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Miami Dolphins: The 7 Best Free-Agent Signings in Franchise History

Tyler ManginContributor IAugust 9, 2011

Miami Dolphins: The 7 Best Free-Agent Signings in Franchise History

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    The year 1966 was the Miami Dolphins' inaugural season in the AFL East and by 1973 they had appeared in three Super Bowls under Don Shula.

    In its 46-year history, the franchise has won two Super Bowls, five AFC Championships, 13 division titles and made 22 playoff appearances.

    A franchise this successful is built on the talents of its players, coaches and managers, and although many of the Dolphins' all-time greats were drafted by the franchise, there are many excellent, even legendary, players who were originally acquired as free agents.  

    So, as free agency winds down leading up the 2011 NFL season, let's take a moment to look back at the seven best free-agent signings in Miami Dolphins' franchise history.

    In the spirit of full disclosure, the discussion will look beyond players whose contracts have expired and include all unrestricted free agents, including waiver acquisitions and undrafted rookies.

7. Cameron Wake, OLB

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    Seasons with Miami and Accolades

    2009 - current

    • one-time Pro-Bowl
    • one-time second-team All-Pro

    Wake was undrafted out of Penn State in 2005 and was signed and cut by the NY Giants prior to the ‘05 season.  He was away from football until re-emerging in the CFL as the ‘07 and ‘08 defensive player of the year.   

    Despite the fact he has started for only one full NFL season, he can be un-blockable at times and plays with an explosiveness and tenacity that promises years of success ahead.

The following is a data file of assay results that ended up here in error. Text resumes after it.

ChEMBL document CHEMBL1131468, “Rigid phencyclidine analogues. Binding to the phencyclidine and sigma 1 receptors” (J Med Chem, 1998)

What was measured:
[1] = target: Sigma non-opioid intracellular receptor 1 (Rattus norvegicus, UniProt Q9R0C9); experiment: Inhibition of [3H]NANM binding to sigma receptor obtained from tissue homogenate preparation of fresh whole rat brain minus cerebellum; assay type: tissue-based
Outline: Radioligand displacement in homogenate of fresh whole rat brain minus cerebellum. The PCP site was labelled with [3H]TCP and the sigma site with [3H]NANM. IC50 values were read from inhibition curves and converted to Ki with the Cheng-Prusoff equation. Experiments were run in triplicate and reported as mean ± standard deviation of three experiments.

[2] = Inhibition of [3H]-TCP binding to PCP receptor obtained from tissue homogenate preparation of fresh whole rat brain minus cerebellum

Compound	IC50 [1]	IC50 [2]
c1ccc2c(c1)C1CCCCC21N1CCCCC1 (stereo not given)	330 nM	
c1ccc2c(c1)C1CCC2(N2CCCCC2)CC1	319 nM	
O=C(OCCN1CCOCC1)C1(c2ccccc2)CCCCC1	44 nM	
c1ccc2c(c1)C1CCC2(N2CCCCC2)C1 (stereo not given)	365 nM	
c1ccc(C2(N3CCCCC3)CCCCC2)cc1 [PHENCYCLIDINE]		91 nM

With 14 sacks in 2010, the bottom line is that Wake is an elite pass-rush talent in his prime who didn’t cost the Dolphins draft picks or big money.  Now that’s a win-win.

6. Garo Yepremian, K

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    1970 - 1978

    • two-time Pro-Bowl
    • two-time first-team All-Pro
    • NFL 1970’s All-Decade Team
    • Nominated to Hall of Fame
    • two-time Super Bowl champion

    Yepremian was born in Larnaca, Cyprus and had never heard of American football when he immigrated to the United States in 1966, but later that same year he signed a contract with the Detroit Lions.  

    He was not re-signed by the Lions after he left football in '68 to enlist in the army.  

    Yepremian was picked up by the Dolphins in '70 and was awarded first-team All-Pro in ‘71 and again in ‘73. 

    Despite all his success, Yepremian is most often remembered for his blocked field-goal attempt in Super Bowl VII that ended with him throwing an interception returned for a touchdown.

5. Brock Marion, FS

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    1998 - 2003

    • three-time Pro Bowler

    Marion was drafted in 1993 in the seventh round by the Dallas Cowboys where he played five seasons and won two Super Bowls.  

    He was signed as a free agent by the Miami Dolphins in ‘98, and in ‘99 Marion led the NFL in kick-return yardage.

    In 2001, he became the oldest player, at 31, with an interception return over 100 yards.  

    Although Marion never won a championship in Miami, he led a stout defense that helped the Dolphins to four-straight playoff appearances from 1998-2001.

4. Earl Morrall and Chad Pennington, QB (tie)

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    Morrall

    1972 - 1976

    • one-time first-team All-Pro
    • 1972 NFL Comeback Player of the Year
    • 1972 AFC Player of the Year
    • two-time Super Bowl champion

    Pennington 

    2008 - 2010  

    • 2008 Comeback Player of the Year